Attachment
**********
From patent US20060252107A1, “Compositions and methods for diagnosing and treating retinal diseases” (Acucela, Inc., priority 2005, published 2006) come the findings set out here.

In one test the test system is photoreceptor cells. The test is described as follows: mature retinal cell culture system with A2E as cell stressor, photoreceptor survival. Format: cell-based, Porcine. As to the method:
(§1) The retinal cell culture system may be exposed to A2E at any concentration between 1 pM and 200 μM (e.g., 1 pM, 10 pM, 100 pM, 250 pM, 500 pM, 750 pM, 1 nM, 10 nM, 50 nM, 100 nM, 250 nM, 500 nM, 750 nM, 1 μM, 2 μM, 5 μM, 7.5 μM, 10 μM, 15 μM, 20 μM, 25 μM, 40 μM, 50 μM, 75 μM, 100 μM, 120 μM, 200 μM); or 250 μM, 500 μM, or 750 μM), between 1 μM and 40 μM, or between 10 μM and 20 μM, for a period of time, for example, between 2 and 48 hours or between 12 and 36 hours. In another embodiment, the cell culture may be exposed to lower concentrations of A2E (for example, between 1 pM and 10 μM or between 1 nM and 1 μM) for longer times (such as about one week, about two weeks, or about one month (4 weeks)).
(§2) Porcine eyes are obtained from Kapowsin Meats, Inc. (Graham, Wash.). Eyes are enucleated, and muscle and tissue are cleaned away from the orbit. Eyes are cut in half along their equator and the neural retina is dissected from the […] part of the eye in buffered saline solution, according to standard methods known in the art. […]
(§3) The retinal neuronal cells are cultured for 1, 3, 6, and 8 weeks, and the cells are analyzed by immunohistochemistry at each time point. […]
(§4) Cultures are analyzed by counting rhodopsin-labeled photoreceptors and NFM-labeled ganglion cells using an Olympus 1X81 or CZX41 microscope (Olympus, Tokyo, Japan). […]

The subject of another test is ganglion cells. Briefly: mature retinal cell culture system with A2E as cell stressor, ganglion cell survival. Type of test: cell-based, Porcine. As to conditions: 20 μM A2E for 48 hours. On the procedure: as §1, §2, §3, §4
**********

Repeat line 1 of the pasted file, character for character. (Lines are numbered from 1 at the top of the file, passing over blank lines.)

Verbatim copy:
From patent US20060252107A1, “Compositions and methods for diagnosing and treating retinal diseases” (Acucela, Inc., priority 2005, published 2006) come the findings set out here.